While more than 40% of drug discovery and development (D&D) is now outsourced to contract research organisations (CROs), there is a “striking perception gap” between CROs and their clients over the direction this relationship is taking, a new report claims.
As Finding alignment: Opportunities and obstacles in the pharma/CRO relationships, a new report from the Economist Intelligence Unit (EIU) points out, many CROs are expanding their services across the D&D spectrum, particularly in the earlier stages.
In a survey of 251 senior executives from the life sciences industry that informed the report, sponsored by Agilent, 48% of CRO respondents said they intended to start or expand assay-development services and 64% screening services.
Yet other companies in the life sciences industry “expect to increase their use of CROs largely in fields in which they are already most frequently used, such as drug trials”, the EIU says. “It appears that the dominant model in the industry has yet to be defined.”
Cheap labourPharmaceutical companies “too often view CROs as sources of cheap labour rather than as true partners”, the EIU suggests.
Despite this perception, the report found there was “no longer outsourcing at the margins” in the life sciences sector, but rather a “fundamental shift away from the industry’s tradition of strong vertical integration”.
More than half of pharmaceutical manufacturers, for example, now conduct their Phase I, II and III clinical trials primarily through CROs.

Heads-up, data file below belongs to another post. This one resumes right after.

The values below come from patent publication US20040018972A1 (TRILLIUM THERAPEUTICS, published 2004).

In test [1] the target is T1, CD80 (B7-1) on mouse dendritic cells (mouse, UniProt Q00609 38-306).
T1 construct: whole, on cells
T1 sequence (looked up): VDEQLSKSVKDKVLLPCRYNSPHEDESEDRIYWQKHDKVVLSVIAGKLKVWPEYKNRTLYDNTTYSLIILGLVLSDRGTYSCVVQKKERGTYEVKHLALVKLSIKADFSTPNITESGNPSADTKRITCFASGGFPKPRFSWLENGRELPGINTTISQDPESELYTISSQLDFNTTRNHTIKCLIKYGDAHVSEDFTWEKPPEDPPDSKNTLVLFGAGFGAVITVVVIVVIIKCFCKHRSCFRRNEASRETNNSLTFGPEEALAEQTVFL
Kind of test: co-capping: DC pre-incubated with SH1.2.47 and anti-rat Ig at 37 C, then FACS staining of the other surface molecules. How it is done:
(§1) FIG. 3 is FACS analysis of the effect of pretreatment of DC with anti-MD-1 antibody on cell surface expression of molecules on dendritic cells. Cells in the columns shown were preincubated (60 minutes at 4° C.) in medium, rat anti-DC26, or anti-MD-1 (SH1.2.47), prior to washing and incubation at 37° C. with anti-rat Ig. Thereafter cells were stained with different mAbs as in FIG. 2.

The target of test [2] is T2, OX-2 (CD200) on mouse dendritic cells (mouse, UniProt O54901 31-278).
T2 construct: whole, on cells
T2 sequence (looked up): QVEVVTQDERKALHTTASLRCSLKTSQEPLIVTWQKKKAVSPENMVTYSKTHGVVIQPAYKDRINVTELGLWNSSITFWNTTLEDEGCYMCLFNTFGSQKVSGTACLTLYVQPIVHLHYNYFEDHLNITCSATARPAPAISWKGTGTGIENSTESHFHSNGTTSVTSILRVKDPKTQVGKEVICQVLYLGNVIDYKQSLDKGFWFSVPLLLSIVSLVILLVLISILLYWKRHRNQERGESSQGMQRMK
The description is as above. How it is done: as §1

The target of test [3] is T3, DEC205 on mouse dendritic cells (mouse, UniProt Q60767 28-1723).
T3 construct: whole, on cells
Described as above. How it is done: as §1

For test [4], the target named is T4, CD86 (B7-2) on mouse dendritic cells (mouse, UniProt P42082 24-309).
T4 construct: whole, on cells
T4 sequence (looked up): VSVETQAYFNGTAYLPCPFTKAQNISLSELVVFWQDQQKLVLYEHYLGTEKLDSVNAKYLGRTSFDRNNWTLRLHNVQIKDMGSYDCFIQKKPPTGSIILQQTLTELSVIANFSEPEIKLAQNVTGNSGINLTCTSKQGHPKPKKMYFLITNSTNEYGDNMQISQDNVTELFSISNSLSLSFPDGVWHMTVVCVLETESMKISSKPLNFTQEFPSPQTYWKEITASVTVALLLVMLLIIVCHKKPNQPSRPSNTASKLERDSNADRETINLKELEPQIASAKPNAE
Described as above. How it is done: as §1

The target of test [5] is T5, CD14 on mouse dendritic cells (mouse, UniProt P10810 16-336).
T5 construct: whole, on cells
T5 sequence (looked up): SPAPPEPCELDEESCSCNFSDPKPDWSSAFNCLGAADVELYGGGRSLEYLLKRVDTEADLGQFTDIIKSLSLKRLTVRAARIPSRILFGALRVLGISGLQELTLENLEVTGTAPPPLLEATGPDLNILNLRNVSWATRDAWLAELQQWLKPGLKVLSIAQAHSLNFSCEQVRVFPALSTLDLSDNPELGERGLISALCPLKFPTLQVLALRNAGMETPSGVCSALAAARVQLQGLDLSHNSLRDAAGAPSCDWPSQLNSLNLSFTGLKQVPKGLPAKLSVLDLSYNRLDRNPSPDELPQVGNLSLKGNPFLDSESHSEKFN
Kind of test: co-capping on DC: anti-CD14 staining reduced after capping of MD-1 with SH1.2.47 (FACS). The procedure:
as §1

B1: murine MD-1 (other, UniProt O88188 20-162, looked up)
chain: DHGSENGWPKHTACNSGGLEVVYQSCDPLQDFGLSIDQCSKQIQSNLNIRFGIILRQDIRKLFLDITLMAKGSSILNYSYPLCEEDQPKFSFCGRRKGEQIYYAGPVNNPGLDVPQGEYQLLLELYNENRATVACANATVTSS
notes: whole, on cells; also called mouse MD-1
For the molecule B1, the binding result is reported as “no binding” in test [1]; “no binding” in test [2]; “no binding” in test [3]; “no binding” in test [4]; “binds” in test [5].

Unproven and uncertain
In making this shift, though, biotechnology and pharmaceutical companies are betting on an unproven and as yet uncertain model, the EIU warns. “The ability of this approach to deliver improved innovation at a reduced price will require strategic vision rather than simple cost cutting.”
What life sciences companies are increasingly keen on is global alliances with CROs, as these companies strive to improve their return on investment in D&D. Just in the last two years there have been 22 such major alliances, the report notes.
While the most common client-CRO relationship remains one involving ad-hoc contracts, “the preferred relationship on both sides would be global alliances or partnerships that are regional or disease-specific” it says.
However, smaller biotechnology and pharmaceutical players – defined as those with annual revenue of less than US$100 million – lack the volume of business to make these arrangements worthwhile, favouring continued arm’s-length relationships with CROs that have local operations, the EIU points out.
“You almost need two different types of service for two different types of client,” John Ratliff, president and chief operating officer of Quintiles, is quoted as saying.
Ripe for consolidation
The report also found that the CRO market was ripe for further consolidation. A full 74% of CRO respondents to the survey said the trend towards alliances with biotech and pharma companies would drive consolidation in the short term.
Yet the indications are that CROs are not gravitating towards a unified business model. In the survey, 41% of CRO respondents planned to expand their range of services over the next three years to make themselves attractive as all-purpose partners, while the same proportion said they would focus on a single area or a limited number of specialised segments.
According to Tyco Peterson, industry analyst at JP Morgan, a “bifurcated market” is in the offing.
“At the high end, a handful of large global CROs with a substantial geographic presence and, at the low end, niche providers (in areas such as oncology) should be OK,” he believes.
“Those in the middle tier that are not unique enough or do not have appropriate breadth or scale will have difficulty.”